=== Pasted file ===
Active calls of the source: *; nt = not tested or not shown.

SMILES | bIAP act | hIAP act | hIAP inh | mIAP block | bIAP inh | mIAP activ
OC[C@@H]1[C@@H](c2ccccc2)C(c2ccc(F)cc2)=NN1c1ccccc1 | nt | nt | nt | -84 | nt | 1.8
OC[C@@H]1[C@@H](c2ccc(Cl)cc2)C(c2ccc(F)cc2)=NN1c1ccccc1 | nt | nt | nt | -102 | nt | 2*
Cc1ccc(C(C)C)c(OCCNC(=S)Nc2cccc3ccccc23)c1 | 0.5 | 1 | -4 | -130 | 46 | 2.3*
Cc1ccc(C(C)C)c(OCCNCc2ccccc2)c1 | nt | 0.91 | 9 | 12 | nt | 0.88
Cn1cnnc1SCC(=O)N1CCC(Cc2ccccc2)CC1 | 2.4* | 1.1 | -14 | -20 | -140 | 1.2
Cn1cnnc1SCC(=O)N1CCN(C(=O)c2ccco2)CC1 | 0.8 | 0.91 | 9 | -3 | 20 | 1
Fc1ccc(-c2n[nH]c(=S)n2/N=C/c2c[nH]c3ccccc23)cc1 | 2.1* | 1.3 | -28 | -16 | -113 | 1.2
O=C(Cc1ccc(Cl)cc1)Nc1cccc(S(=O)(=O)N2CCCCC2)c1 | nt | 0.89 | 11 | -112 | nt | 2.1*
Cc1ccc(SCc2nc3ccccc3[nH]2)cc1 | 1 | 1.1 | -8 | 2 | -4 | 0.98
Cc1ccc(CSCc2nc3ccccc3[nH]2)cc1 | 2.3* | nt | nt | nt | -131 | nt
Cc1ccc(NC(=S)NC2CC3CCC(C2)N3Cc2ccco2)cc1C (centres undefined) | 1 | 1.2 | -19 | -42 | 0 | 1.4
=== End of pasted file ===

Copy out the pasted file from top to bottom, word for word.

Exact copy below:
Active calls of the source: *; nt = not tested or not shown.

SMILES | bIAP act | hIAP act | hIAP inh | mIAP block | bIAP inh | mIAP activ
OC[C@@H]1[C@@H](c2ccccc2)C(c2ccc(F)cc2)=NN1c1ccccc1 | nt | nt | nt | -84 | nt | 1.8
OC[C@@H]1[C@@H](c2ccc(Cl)cc2)C(c2ccc(F)cc2)=NN1c1ccccc1 | nt | nt | nt | -102 | nt | 2*
Cc1ccc(C(C)C)c(OCCNC(=S)Nc2cccc3ccccc23)c1 | 0.5 | 1 | -4 | -130 | 46 | 2.3*
Cc1ccc(C(C)C)c(OCCNCc2ccccc2)c1 | nt | 0.91 | 9 | 12 | nt | 0.88
Cn1cnnc1SCC(=O)N1CCC(Cc2ccccc2)CC1 | 2.4* | 1.1 | -14 | -20 | -140 | 1.2
Cn1cnnc1SCC(=O)N1CCN(C(=O)c2ccco2)CC1 | 0.8 | 0.91 | 9 | -3 | 20 | 1
Fc1ccc(-c2n[nH]c(=S)n2/N=C/c2c[nH]c3ccccc23)cc1 | 2.1* | 1.3 | -28 | -16 | -113 | 1.2
O=C(Cc1ccc(Cl)cc1)Nc1cccc(S(=O)(=O)N2CCCCC2)c1 | nt | 0.89 | 11 | -112 | nt | 2.1*
Cc1ccc(SCc2nc3ccccc3[nH]2)cc1 | 1 | 1.1 | -8 | 2 | -4 | 0.98
Cc1ccc(CSCc2nc3ccccc3[nH]2)cc1 | 2.3* | nt | nt | nt | -131 | nt
Cc1ccc(NC(=S)NC2CC3CCC(C2)N3Cc2ccco2)cc1C (centres undefined) | 1 | 1.2 | -19 | -42 | 0 | 1.4